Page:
Monday, June 28, 2010

Homegrown Greens/Herbs: Swiss Chard (Beta vulgaris var.)

Beautiful Ruby Chard growing happily with Sorrel

Swiss chard is a very easy to grow plant with ample rewards of succulent stems and leaves. The word "Swiss" was added simply for marketing purposes. Chard originates from the Mediterranean region and is well loved by the cooks there. It has many names such as silver beet, sea beet, perpetual spinach, spinach beet, mangold, etc and is related to garden beets and also spinach. Chard has abundant nutrients that make it a super vegetable that one should eat often.

Chard can be grown in the garden or in pots from seeds. Chard comes in many colors in addition to the white ribbed type. I love to grow a variety in large pots for the beautiful colors which are so pleasing to the eye not to mention the palate too. Seeds can be purchased for "rainbow" or "bright lights" chard which include ruby, pink, orange, and yellow-stemmed varieties which are very ornamental no matter where they are planted. Once they have a few leaves, start harvesting by snapping or cutting off the leaves right at the base away from the plants. As long as the central growing parts are not damaged, the plant will keep on producing abundant leaves.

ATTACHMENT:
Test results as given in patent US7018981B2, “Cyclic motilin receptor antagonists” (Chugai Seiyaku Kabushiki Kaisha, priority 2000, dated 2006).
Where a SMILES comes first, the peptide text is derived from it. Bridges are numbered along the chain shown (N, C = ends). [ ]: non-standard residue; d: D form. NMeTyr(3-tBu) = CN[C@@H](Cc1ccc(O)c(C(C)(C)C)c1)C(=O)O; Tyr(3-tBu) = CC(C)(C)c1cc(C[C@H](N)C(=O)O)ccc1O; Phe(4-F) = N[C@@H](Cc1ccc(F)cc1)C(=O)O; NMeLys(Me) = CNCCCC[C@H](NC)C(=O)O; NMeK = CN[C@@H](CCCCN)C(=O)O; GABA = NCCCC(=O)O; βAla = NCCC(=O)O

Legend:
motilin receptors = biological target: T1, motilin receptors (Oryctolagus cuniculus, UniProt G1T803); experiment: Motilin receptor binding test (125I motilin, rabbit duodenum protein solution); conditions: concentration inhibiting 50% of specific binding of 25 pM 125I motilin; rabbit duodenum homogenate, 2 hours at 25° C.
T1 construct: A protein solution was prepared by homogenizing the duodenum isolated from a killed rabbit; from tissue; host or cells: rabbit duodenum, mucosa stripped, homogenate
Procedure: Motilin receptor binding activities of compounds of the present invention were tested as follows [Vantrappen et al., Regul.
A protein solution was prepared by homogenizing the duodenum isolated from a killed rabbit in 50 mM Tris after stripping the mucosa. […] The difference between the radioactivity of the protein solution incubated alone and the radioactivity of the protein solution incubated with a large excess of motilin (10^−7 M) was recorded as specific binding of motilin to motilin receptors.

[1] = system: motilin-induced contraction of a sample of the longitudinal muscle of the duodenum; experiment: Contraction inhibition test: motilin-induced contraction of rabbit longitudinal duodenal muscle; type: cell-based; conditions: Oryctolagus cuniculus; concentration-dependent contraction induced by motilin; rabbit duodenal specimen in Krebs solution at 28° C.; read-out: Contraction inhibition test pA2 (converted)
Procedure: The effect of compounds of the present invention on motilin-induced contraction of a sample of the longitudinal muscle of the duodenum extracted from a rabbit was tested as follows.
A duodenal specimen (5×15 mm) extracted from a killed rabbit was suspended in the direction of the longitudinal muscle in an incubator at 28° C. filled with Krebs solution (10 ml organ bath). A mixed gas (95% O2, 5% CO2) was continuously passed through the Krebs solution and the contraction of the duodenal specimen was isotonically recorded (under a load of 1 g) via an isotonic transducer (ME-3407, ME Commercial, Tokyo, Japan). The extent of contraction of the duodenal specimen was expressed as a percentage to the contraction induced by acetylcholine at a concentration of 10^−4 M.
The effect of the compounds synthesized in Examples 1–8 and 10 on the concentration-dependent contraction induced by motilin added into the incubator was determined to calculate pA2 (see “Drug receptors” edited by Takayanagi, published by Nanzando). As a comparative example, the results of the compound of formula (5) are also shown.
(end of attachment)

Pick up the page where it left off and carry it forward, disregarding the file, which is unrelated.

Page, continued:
Tender young leaves (only available if you grow them) can be eaten raw in salads and sandwiches - anyway raw spinach/lettuce is used. The large mature leaves can be used for wrapping foods and/or cooked like spinach - use it in place of spinach in your favorite recipes. The stems and ribs take a little longer to cook; but are delicious - so don't throw them away. Simply strip the leafy parts off, chop as desired and start cooking them for just a few minutes before adding the leaves. I love the colorfulness that the stems add to the dish. Chard has a mild yet sweet earthy taste and is highly suitable in all cuisines.

Chard can be cooked simply by steaming, sauteing, etc. It is delicious made into curries, Thoran, Kuzhambu, Molakootal, Soups and Salads. Another one of my favorite ways of serving it is any bread - especially grilled bread - topped with chard cooked in a bit of olive oil seasoned with a little onion/garlic. Happy growing and eating! Enjoy!

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